Systems thinking is a method of critical thinking by which the relationships between the system’s parts are analyzed in order to understand a situation for better decision-making.
Systems thinking can be used in any area of research. It contrasts with traditional analysis, which studies systems by breaking them down into their separate elements.
Five key concepts of systems thinking are:
- System behavior is an emergent phenomenon — How a system behaves cannot be determined by inspection of its parts and structure. The behavior dynamics of even a simple system is complex. Understanding this means never assuming one can observe a system and predict how it will behave.
- Systems are made up of inter-connected parts — Connections are responsible for one part impacting another. Likewise, a change to any part impacts the entire system.
- Feedback loops control a system’s primary dynamic behavior –– A feedback loop is a series of connections causing output from one part to eventually influence input to that same part. Every part is involved in one or more feedback loops. Systems have more feedback loops than parts, which causes unimaginable complexity.
- System structure is responsible for its behavior – A system is organized by the pattern of part connections. This is structure. System behavior is much more dependent on connections than parts because that’s what determines how the parts work together.
- Complex social systemsshow counter intuitive behavior — Only analytical methods using tools that fit the problem will solve difficult complex social system problems. The first such tool to adopt is true systems thinking. The second one is a process that fits the problem. The third one, unless it is an easy problem, is system dynamics.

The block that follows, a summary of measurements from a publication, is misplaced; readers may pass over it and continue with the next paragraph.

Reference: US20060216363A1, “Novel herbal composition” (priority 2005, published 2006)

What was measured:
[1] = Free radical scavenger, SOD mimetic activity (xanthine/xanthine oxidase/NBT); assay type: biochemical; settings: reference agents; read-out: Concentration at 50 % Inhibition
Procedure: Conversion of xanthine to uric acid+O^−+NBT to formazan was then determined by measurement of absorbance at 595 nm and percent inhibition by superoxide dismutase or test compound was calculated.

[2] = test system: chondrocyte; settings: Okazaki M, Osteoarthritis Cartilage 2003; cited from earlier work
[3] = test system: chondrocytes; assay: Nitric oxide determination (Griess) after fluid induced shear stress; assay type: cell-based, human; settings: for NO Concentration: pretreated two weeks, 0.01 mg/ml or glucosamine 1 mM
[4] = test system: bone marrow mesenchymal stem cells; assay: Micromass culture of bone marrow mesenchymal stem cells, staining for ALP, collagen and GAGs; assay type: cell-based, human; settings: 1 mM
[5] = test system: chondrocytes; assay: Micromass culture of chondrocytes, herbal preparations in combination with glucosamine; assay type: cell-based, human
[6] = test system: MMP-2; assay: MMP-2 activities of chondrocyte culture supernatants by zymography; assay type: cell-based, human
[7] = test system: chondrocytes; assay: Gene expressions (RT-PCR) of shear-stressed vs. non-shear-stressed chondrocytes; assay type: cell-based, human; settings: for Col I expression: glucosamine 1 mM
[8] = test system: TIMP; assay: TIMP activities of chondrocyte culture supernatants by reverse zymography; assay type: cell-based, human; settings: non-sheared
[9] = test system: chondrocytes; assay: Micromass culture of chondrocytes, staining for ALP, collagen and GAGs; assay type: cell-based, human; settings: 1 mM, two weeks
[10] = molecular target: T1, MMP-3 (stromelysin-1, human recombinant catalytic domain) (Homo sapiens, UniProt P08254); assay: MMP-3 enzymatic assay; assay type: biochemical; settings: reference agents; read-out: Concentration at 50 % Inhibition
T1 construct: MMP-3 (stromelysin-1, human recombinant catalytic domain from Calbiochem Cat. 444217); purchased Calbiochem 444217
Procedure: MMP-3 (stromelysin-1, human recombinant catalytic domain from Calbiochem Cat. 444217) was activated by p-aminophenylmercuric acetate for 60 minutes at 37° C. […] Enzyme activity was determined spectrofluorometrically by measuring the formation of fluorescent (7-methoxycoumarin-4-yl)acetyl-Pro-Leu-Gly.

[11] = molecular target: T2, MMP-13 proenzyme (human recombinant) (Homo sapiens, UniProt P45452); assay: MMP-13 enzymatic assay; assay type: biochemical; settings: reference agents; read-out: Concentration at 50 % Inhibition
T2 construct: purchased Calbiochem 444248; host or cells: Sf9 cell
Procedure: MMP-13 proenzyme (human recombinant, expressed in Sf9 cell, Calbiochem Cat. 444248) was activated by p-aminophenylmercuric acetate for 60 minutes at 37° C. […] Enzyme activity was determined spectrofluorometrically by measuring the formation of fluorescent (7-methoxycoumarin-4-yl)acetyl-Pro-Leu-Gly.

Systems thinking has grown into wide spread use because it offers organizations a way to approach complex and persistent problems more effectively rather than taking shortsighted actions that often produce results ranging from none to disastrous.
It would appear more and more organizations are implementing systems thinking into their business model approach by shifting responsibility from managers and leaders trying to solve difficult problems alone to getting the entire organization involved.
Systems Thinking Training
Tonex offers a 2-day course, Systems Thinking Training, designed for students, business leaders, executives, strategic leaders and mid-level and senior managers. Systems Thinking Training helps participants develop the necessary skills to strategically use restricted sources for the best outcome. Systems thinking training presents three separate stages of learning:
- Comprehending the system
- Mapping the system
- Taking action through the system
Why Choose Tonex?
–Reasonably priced classes taught by the best trainers is the reason all kinds of organizations from Fortune 500 companies to government’s most important agencies return for updates in courses and hands-on workshops
–Ratings tabulated from student feedback post-course evaluations show an amazing 98 percent satisfaction score.
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